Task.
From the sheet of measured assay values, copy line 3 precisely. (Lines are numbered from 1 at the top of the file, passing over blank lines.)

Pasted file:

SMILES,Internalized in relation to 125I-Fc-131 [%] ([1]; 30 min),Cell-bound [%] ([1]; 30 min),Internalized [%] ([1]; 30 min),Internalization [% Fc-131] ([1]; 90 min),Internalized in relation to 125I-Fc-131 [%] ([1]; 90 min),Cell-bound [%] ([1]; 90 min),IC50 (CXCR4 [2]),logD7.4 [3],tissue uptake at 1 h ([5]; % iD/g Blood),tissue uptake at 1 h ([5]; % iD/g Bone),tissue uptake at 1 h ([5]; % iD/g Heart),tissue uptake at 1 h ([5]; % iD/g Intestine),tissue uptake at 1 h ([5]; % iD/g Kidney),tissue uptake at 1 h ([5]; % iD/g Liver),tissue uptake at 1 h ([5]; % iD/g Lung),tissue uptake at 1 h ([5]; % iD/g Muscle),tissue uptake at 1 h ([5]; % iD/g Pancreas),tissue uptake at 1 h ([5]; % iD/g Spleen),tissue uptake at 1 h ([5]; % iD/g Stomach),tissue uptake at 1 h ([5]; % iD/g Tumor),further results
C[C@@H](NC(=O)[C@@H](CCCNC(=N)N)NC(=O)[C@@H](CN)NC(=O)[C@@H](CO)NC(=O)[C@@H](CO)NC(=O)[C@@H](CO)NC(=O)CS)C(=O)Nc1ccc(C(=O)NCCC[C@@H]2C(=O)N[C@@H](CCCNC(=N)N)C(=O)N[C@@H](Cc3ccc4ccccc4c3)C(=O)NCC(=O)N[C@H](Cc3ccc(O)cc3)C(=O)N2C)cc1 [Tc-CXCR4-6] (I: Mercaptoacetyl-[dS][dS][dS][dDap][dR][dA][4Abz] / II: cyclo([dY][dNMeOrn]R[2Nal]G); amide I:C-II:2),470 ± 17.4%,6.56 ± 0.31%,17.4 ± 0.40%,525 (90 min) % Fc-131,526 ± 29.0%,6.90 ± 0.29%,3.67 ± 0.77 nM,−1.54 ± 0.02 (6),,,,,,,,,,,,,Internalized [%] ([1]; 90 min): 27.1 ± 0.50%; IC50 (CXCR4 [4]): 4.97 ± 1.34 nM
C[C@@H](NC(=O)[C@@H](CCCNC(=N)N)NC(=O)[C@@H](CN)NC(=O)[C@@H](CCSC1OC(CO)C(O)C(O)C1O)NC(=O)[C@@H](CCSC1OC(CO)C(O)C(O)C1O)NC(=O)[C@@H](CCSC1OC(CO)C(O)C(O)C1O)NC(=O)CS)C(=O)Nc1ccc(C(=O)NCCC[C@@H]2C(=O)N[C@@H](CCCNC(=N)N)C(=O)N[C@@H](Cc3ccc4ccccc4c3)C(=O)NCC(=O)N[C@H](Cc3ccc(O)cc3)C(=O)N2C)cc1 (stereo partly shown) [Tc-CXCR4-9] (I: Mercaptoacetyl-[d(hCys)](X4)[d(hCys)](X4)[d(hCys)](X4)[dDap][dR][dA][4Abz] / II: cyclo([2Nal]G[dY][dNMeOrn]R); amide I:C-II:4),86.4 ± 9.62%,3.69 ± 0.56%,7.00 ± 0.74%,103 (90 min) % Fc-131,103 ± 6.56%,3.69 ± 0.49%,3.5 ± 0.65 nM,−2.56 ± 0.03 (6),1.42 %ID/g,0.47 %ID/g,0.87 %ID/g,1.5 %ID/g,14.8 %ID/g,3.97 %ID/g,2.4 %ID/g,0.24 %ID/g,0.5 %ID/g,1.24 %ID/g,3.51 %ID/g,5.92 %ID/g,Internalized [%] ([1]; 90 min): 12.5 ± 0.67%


C[C@@H](NC(=O)[C@@H](CCCNC(=N)N)NC(=O)[C@@H](CN)NC(=O)[C@@H](CCSC1OC(CO)C(O)C(O)C1O)NC(=O)[C@@H](CCSC1OC(CO)C(O)C(O)C1O)NC(=O)[C@@H](CCSC1OC(CO)C(O)C(O)C1O)NC(=O)CS)C(=O)Nc1ccc(C(=O)NCCC[C@@H]2C(=O)N[C@@H](CCCNC(=N)N)C(=O)N[C@@H](Cc3ccc4ccccc4c3)C(=O)NCC(=O)N[C@H](Cc3ccc(O)cc3)C(=O)N2C)cc1 (stereo partly shown) [Tc-CXCR4-9] (I: Mercaptoacetyl-[d(hCys)](X4)[d(hCys)](X4)[d(hCys)](X4)[dDap][dR][dA][4Abz] / II: cyclo([2Nal]G[dY][dNMeOrn]R); amide I:C-II:4),86.4 ± 9.62%,3.69 ± 0.56%,7.00 ± 0.74%,103 (90 min) % Fc-131,103 ± 6.56%,3.69 ± 0.49%,3.5 ± 0.65 nM,−2.56 ± 0.03 (6),1.42 %ID/g,0.47 %ID/g,0.87 %ID/g,1.5 %ID/g,14.8 %ID/g,3.97 %ID/g,2.4 %ID/g,0.24 %ID/g,0.5 %ID/g,1.24 %ID/g,3.51 %ID/g,5.92 %ID/g,Internalized [%] ([1]; 90 min): 12.5 ± 0.67%